Treating insomnia in depression: Insomnia related factors predict long-term depression trajectories.
OBJECTIVE: Insomnia and major depressive disorders (MDD) often co-occur, and such comorbidity has been associated with poorer outcomes for both conditions. However, individual differences in depressive symptom trajectories during and after treatment are poorly understood in comorbid insomnia and depression. This study explored the heterogeneity in long-term depression change trajectories, and examined their correlates, particularly insomnia-related characteristics. METHOD: Participants were 148 adults (age M ± SD = 46.6 ± 12.6, 73.0% female) with insomnia and MDD who received antidepressant pharmacotherapy, and were randomized to 7-session Cognitive Behavioral Therapy for Insomnia or control conditions over 16 weeks with 2-year follow-ups. Depression and insomnia severity were assessed at baseline, biweekly during treatment, and every 4 months thereafter. Sleep effort and beliefs about sleep were also assessed. RESULTS: Growth mixture modeling revealed three trajectories: (a) Partial-Responders (68.9%) had moderate symptom reduction during early treatment (p value < .001) and maintained mild depression during follow-ups. (b) Initial-Responders (17.6%) had marked symptom reduction during treatment (p values < .001) and low depression severity at posttreatment, but increased severity over follow-up (p value < .001). (c) Optimal-Responders (13.5%) achieved most gains during early treatment (p value < .001), continued to improve (p value < .01) and maintained minimal depression during follow-ups. The classes did not differ significantly on baseline measures or treatment received, but differed on insomnia-related measures after treatment began (p values < .05): Optimal-Responders consistently endorsed the lowest insomnia severity, sleep effort, and unhelpful beliefs about sleep. CONCLUSIONS: Three depression symptom trajectories were observed among patients with comorbid insomnia and MDD. These trajectories were associated with insomnia-related constructs after commencing treatment. Early changes in insomnia characteristics may predict long-term depression outcomes. (PsycINFO Database Record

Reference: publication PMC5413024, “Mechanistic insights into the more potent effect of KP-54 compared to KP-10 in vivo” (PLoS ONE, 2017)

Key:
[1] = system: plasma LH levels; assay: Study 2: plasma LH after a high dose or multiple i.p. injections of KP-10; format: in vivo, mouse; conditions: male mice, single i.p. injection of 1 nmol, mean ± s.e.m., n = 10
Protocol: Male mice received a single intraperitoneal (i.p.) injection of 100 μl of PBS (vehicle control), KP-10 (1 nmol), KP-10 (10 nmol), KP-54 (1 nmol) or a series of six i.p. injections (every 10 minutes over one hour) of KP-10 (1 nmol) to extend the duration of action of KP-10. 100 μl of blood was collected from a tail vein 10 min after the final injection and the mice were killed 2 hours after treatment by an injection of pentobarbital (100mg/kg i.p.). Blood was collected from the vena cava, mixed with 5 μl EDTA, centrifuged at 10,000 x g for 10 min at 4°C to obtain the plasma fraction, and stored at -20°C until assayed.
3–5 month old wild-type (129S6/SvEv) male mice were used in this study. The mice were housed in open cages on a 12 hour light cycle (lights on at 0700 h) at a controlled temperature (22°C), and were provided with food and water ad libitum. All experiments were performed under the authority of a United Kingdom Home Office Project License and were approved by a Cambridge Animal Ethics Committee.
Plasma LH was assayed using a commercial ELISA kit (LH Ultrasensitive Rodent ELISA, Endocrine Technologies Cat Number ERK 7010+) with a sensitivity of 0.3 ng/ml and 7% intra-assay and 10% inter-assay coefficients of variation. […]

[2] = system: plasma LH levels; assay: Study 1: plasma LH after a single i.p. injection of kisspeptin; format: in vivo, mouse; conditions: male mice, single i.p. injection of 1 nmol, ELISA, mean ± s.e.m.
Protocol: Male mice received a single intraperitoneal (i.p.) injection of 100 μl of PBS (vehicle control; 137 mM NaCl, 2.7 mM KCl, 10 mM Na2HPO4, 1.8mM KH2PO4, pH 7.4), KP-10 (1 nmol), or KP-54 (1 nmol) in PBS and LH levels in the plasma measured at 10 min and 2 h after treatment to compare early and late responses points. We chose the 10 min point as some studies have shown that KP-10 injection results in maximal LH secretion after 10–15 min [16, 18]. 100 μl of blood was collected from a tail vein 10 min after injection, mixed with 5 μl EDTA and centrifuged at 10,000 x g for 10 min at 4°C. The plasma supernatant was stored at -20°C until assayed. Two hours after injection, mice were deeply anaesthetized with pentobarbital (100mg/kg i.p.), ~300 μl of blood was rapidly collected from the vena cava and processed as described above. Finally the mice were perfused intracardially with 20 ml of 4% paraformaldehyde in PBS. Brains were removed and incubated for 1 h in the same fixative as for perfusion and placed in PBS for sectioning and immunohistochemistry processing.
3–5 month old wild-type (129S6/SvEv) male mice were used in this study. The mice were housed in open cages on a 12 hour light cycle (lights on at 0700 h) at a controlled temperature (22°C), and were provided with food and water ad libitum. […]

Bei, B; Asarnow, LD; Krystal, A; Edinger, JD; Buysse, DJ; Manber, R
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